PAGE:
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Neuropsychological Evaluation FAQ


 

What is a Neuropsychological Evaluation?

A neuropsychological evaluation is a comprehensive assessment of cognitive and behavioral functions using a set of standardized tests and procedures. Various mental functions are systematically tested, including, but not limited to:

  • Intelligence
  • Problem solving and conceptualization
  • Planning and organization
  • Attention, memory, and learning
  • Language
  • Academic skills
  • Perceptual and motor abilities
  • Emotions, behavior, and personality

 

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Who is Qualified to Conduct a Neuropsychological Evaluation?

A neuropsychological evaluation can only be done by a licensed psychologist who has had specialized training and experience in the field, which include:

  • Predoctoral training in psychology and neuropsychology which includes an organized graduate course of study in neuropsychology.
  • Formal postdoctoral training focusing on brain-behavior relationships and neuropsychological assessment.
  • Professional Board (ABCN, ABPN) recognition in the specialized techniques of neuropsychological assessment and interpretation require the above as well peer-reviewed competence and examination.

 

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When is Neuropsychological Evaluation Needed?

A neuropsychological evaluation is recommended for any case in which brain-based impairment in cognitive function or behavior is suspected. Typical referrals are made to diagnose or rule out the following conditions, and to describe their impact on a person's cognitive functioning:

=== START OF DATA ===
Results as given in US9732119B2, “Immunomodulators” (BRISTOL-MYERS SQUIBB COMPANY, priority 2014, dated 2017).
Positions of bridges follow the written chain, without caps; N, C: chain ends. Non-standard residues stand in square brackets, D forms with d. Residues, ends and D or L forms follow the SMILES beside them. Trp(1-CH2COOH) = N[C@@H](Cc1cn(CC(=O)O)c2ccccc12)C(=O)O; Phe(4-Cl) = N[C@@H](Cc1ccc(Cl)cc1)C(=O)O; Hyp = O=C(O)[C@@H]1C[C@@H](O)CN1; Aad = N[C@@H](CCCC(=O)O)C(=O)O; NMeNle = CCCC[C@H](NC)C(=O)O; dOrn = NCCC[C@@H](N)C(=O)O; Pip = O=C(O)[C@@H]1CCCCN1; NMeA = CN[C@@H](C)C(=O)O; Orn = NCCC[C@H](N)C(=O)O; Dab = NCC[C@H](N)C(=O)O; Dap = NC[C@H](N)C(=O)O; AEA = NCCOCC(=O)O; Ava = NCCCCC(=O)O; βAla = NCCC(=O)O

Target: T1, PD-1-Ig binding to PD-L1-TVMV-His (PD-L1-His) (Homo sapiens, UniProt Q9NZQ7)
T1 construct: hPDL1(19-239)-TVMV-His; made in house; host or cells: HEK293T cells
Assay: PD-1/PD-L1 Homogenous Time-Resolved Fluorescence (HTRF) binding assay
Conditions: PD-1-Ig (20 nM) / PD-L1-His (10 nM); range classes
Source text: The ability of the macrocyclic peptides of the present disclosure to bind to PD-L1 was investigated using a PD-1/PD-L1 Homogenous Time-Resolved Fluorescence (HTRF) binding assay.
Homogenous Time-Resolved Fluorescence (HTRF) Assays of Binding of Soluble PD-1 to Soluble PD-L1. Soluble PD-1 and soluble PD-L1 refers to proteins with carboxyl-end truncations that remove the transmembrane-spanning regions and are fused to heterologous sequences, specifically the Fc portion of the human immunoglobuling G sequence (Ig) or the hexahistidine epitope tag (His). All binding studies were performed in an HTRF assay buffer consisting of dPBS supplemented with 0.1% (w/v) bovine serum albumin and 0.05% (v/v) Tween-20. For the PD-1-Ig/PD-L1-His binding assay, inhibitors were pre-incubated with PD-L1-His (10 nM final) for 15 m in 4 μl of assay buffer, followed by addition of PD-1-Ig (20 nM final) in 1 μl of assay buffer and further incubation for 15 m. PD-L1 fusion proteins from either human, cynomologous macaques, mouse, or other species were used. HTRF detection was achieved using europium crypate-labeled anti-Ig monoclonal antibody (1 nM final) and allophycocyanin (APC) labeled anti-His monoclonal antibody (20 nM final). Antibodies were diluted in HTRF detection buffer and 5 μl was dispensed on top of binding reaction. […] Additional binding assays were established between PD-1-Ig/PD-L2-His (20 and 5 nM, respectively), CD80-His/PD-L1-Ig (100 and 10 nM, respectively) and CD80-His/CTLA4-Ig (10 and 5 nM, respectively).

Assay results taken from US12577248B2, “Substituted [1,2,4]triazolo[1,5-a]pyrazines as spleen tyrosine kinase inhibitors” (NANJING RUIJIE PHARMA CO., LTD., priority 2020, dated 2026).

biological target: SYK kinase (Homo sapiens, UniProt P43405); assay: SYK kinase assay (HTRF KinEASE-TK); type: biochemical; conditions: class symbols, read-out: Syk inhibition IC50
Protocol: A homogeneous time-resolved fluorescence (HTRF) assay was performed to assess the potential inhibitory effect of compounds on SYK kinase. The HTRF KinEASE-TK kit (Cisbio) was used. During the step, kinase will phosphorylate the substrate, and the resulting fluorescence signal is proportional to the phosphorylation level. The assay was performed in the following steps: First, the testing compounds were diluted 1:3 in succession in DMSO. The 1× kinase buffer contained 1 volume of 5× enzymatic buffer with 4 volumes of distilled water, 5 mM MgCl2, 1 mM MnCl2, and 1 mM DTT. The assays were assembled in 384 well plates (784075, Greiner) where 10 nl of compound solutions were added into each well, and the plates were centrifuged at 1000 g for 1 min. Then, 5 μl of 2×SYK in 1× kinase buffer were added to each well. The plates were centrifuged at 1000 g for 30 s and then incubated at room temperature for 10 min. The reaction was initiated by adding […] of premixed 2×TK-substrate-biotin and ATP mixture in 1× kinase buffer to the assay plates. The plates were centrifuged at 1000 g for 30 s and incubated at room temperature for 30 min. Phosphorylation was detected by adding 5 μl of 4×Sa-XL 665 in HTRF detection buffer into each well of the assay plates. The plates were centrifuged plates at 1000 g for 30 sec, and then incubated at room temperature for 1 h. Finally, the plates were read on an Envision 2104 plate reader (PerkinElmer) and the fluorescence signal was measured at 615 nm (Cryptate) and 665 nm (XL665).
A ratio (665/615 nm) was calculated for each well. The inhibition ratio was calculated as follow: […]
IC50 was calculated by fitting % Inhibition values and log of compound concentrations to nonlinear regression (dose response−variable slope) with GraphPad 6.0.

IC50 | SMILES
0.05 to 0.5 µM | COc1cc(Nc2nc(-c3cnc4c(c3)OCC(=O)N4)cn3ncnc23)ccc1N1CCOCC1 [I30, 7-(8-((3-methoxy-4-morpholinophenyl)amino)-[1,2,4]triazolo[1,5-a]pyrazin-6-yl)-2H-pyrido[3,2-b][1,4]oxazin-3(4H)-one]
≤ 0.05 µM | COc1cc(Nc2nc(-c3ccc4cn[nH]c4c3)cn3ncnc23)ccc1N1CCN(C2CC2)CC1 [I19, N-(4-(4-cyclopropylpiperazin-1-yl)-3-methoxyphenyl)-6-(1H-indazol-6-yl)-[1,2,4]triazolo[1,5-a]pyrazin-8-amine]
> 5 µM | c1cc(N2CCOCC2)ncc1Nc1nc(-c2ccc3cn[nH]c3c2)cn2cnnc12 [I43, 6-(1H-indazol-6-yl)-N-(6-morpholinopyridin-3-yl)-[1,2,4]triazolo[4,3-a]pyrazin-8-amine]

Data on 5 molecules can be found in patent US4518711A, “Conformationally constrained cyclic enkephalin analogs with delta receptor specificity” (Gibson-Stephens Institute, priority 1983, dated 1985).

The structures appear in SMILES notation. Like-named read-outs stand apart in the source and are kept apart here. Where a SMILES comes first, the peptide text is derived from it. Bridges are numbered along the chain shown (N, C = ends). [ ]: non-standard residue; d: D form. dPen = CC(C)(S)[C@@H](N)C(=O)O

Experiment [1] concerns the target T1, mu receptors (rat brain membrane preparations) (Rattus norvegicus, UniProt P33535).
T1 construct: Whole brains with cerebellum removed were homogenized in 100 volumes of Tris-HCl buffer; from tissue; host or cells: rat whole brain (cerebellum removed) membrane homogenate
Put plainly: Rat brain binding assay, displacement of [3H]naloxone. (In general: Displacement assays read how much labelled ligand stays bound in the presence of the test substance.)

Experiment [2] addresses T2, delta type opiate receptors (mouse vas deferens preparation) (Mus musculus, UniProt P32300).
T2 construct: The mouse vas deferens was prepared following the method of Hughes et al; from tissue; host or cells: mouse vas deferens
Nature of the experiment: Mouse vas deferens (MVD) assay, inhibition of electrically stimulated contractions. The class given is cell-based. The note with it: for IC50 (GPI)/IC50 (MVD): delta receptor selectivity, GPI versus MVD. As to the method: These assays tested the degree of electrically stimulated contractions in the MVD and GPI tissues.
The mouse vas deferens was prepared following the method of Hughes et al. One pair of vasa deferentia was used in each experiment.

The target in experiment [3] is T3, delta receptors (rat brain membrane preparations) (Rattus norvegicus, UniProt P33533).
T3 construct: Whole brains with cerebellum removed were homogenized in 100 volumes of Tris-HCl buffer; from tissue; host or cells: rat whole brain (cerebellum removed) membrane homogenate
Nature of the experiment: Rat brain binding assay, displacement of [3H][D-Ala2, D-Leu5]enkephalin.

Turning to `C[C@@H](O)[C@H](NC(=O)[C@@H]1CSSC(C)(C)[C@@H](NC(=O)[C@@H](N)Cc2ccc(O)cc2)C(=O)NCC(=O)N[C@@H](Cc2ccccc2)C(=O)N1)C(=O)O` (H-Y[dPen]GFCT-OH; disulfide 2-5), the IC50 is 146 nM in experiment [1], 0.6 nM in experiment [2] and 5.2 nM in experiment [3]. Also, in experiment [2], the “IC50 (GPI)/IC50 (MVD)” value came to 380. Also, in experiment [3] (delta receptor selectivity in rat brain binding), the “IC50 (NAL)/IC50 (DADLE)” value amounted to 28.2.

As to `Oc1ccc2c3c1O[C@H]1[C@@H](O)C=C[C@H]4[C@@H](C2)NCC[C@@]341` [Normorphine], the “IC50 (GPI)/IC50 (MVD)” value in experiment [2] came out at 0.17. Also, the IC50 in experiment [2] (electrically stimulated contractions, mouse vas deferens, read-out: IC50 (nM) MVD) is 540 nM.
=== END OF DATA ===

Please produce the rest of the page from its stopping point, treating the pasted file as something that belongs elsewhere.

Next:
• Traumatic brain injury
  • Strokes
  • Developmental learning disabilities
  • Attention deficit disorders
  • Psychiatric or neuropsychiatric disorders
  • Seizure disorders
  • Medical illness or treatments
  • Effects of toxic chemicals or chronic substance abuse
  • Dementing conditions (e.g., Alzheimer's Disease)

A neuropsychological evaluation is particularly useful for tracking progress in rehabilitation after brain injury or other neurological disease. Neuropsychological evaluation can assist greatly in planning educational and vocational programs. It can also be invaluable for disability determination or for forensic (legal) purposes.

 

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Are All Neuropsychological Evaluations the Same?

No. A neuropsychological evaluation is not a fixed series of tests which anyone can give. Specialized training allows the neuropsychologist to select, administer, and interpret the particular battery, tests and procedures which will yield the most comprehensive understanding of an individual's strengths and weaknesses. While each neuropsychological examination is tailored to the needs of the individual client, some neuropsychologists, particularly in forensic settings rely on established batteries of tests supplemented by tests which explain or examine additional areas of function in more detail.

 

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What is an Exam Like?

Generally, a neuropsychological evaluation involves a wide variety of tasks, most of which are done sitting at a table or at bedside in a hospital. There are no invasive procedures, no pain, no needles, or electrodes. The evaluation often takes 6 to 8 hours of face-to-face contact, but can vary widely depending on what information is being sought. The evaluation can be scheduled in a single appointment or in a series of appointments.

 

 

How are the Test Results Used?

That depends on the reason for the evaluation. Neuropsychological evaluations may:

  • Confirm or clarify a diagnosis.
  • Provide a profile of strengths and weaknesses to guide rehabilitation, educational, vocational, or other services.
  • Document changes in functioning since prior examinations, including effects of treatment.
  • Clarify what compensatory strategies would help.
  • Result in referrals to other specialists, such as educational therapists, cognitive rehabilitation professionals, neurologists, psychiatrists, psychologists, social workers, nurses, special education teachers, or vocational counselors.

 

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